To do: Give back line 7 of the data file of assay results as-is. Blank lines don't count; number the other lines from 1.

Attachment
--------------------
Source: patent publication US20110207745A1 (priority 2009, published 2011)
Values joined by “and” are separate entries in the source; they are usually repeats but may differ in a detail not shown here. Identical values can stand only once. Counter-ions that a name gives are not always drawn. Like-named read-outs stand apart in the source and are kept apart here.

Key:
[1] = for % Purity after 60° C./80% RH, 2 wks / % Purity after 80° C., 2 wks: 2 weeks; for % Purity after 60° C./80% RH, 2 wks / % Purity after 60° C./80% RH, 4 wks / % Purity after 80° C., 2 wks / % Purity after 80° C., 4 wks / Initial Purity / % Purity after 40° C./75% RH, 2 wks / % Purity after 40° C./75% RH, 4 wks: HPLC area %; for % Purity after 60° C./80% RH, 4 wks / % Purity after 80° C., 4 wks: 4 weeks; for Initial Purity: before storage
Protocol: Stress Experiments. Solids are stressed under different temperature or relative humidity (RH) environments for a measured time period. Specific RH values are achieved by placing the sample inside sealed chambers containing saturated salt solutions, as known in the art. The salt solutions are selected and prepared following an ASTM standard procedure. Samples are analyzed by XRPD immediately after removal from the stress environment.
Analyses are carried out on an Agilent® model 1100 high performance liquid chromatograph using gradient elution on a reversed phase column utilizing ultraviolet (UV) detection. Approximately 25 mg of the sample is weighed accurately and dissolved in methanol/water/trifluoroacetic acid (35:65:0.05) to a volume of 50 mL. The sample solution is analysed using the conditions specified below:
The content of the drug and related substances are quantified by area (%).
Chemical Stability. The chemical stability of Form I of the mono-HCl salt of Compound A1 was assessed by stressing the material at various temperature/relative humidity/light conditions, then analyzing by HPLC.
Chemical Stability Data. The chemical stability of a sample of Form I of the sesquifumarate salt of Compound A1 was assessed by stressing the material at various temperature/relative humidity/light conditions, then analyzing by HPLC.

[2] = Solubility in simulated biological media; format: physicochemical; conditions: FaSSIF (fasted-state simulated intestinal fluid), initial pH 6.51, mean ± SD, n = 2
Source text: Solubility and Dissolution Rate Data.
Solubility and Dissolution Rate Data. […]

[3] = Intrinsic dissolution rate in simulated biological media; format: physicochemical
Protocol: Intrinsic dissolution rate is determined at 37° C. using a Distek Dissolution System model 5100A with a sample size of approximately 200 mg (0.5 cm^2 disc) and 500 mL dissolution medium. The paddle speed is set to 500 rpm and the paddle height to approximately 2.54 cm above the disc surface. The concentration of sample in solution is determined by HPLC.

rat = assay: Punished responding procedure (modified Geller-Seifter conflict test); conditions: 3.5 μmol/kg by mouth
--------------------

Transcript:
The content of the drug and related substances are quantified by area (%).